A hot rod pressed against your head. The sensation of stabbing pain with any incoming light. Needles poking the back of your eyeballs. The sense that your head is being compressed and forced into a tiny little cube.
Those are just a few of the sensations a migraine sufferer might describe. Physical therapy for migraines is one possible solution.
Most people experience or have experienced a headache at some point or another. One out of six Americans experience migraines—a neurological disease characterized by debilitating headaches, throbbing, pain, and other symptoms. Despite its prevalence, however, people often suffer quietly, unaware of the therapeutic options available.
While “cures” for these unsavory episodes are elusive, a deeper understanding of what causes these episodes has led to a wide range of interventions by physical therapists that provide consistent relief and management.
How is physical therapy used for migraines?
Let’s look at the details.
Physical Therapy and Migraine Treatment
First, let’s define migraines. As defined by the Migraine Research Foundation, these are more than just headaches. They are characterized by debilitating neurological symptoms that range in degree. Many migraines also include these symptoms:
- Visual disturbances
- Sensitivity to light
Migraine sufferers fear these episodes. They can become so disruptive that it begins to alter a person’s ability to function, go to work, or engage in normal day-to-day activities.
The disorder stems from the central nervous system and involves the blood vessels. Many migraines originate in the neck and are therefore called cervicogenic headaches.
How Are Migraines Treated?
Because every person is different, the approach to their migraines will typically involve some trial and error in finding what might work best for them. Some of the most common approaches, however, include the following:
- Some form of dietary modification. This means avoiding alcohol, drinking more water (to ensure hydration), and avoiding caffeine.
- Vitamins and medicines. Epilepsy medications and blood pressure medicines have proven somewhat effective against migraines.
- Physical therapy. Various forms of physical therapy interventions have also been shown to help people prevent and manage migraine symptoms.
How Does Physical Therapy Help Migraines?
Migraines can be caused by different triggers. Many patients with migraines seem to have corresponding musculoskeletal dysfunctions or problems in the neck or spine. A recent study showed that 89% of patients with migraines reported local or referred pain in the head when there was pressure in the higher areas of the neck. Common triggers include stress, muscle weakness or tightness, medications, certain foods, or alcohol and drugs.
So a physical therapist can treat migraines with three main approaches:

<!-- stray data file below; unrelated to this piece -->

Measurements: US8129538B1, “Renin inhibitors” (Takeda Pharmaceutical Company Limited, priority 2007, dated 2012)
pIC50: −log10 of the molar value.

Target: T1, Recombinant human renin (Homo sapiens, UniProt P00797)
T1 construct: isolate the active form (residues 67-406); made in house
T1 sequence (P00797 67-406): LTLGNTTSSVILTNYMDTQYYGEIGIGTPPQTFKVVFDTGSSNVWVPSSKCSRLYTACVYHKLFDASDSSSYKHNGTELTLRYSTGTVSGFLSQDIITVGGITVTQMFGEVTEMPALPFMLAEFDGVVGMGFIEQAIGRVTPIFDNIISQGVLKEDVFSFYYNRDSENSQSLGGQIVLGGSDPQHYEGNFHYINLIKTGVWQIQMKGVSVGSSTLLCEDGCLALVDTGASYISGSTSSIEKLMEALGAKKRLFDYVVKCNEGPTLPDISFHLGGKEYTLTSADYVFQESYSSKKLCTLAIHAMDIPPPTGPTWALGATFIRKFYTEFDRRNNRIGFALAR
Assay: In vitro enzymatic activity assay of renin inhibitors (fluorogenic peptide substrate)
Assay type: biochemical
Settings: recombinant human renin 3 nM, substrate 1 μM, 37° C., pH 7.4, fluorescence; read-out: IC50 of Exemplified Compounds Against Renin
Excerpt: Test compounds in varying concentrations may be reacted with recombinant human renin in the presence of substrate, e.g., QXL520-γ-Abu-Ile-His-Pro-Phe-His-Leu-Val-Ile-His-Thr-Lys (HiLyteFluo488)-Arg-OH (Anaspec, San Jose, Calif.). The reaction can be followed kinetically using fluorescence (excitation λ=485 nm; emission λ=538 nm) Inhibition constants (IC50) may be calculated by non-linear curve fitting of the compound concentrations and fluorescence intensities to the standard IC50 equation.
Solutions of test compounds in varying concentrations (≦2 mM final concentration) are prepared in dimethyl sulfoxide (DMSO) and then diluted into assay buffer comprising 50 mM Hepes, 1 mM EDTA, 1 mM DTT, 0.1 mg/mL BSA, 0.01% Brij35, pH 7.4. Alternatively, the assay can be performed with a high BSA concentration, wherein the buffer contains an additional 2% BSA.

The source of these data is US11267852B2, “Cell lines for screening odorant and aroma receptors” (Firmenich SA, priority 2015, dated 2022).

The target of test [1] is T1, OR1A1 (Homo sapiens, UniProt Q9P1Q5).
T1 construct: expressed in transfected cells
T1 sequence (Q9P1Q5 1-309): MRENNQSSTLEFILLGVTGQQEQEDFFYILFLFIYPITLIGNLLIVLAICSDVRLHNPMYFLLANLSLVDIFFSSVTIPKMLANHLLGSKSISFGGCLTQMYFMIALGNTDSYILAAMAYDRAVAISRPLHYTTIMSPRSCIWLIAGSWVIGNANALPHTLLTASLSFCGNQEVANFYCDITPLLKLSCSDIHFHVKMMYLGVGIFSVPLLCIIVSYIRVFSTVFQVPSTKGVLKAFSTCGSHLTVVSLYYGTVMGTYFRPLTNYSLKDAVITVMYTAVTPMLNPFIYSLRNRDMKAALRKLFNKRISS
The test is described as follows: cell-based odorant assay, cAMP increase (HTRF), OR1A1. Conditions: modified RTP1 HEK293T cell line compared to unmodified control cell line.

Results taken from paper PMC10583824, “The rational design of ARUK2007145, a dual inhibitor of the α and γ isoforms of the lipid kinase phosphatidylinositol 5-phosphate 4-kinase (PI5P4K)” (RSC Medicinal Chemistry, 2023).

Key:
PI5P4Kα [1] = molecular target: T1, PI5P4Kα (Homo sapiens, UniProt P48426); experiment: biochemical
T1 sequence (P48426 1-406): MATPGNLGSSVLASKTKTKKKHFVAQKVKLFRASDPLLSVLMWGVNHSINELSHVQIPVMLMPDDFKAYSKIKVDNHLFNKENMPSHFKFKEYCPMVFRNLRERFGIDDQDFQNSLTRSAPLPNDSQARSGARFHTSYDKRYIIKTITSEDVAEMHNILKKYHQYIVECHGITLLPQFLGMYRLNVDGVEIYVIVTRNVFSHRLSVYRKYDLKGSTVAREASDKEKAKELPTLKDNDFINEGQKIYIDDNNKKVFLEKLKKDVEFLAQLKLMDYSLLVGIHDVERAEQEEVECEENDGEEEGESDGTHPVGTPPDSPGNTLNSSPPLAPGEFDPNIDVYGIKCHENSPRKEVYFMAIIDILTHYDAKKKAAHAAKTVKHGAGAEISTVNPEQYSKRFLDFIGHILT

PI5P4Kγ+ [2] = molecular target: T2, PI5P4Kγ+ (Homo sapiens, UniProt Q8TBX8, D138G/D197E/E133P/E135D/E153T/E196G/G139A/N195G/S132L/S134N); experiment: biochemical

- Manual Therapy: When a migraine is triggered because of joint or muscle stiffness, focused techniques can alleviate this and increase circulation, decrease inflammation, help with tension or spasms, and improve muscle performance. Some of the common manual therapies used to treat and alleviate headaches or cervicogenic headaches include a combination or targeted use of spinal manipulation, massage, stretching, connective tissue therapies, myofascial therapies, dry needling, or other neuromuscular approaches.
- Targeted Exercise: If the root cause of someone’s headaches might be due to stress or inflammation, certain types of targeted exercise regimens can propel improvement in these areas. Therapeutic exercises such as chin tucks, upper trapezius stretching, turning your head side to side, and retraction of the scapula can relieve pain.
- Individualized education. When working with a physical therapist, they might be able to help you identify the very specific triggers that cause your headaches. Physical therapists must commonly find individualized programming for patients. Their work is all about customized treatment plans. By working with a PT, patients can become proactive and prevent these headaches and avoid certain foods or substances that might cause these episodes.
If the Problem Begins at the Joints or Neck
Many patients will discover that their headaches and migraines are a result of musculoskeletal issues. Sometimes this can be due to referred pain.
- The trapezius muscle of the shoulder is a common culprit. This is because due to bad posture, long hours of slumping in front of the computer can lead to accumulated tension in areas that refer to pain in the neck and temple.
- The neck area can also trigger a migraine headache through the cervical spine and muscle tightness. When patients suffer from neck or jaw dysfunction or problems, it can eventually cause the neck area to begin a migraine.
Dry Needling and Tension-Type Headaches
The use of dry needling techniques has also been found to be quite effective on some headaches. It can be a short-term pain relief treatment for headaches but also improve any disability that is caused by those headaches. Dry needling can be used as a treatment for tension-type headaches, cervicogenic headaches, or migraines. One study showed that one out of every two patients with tension-type headaches showed a decrease in the intensity of the pain and less experienced disability when treated with dry needling.
Looking for Relief For Migraines or Headaches? Talk to Your Physical Therapist Today
Migraines are a real crutch for people. They bleed into a patient’s activities and responsibilities by sometimes rendering them almost incapacitated, bound to the bed, or keeping them in dark rooms. While every patient is different, physical therapy can be a way to improve symptoms or even help prevent the triggers of your migraine.
Want to learn more about migraine treatments with physical therapy? Connect with P3 Physical Therapy today and speak to someone that can help.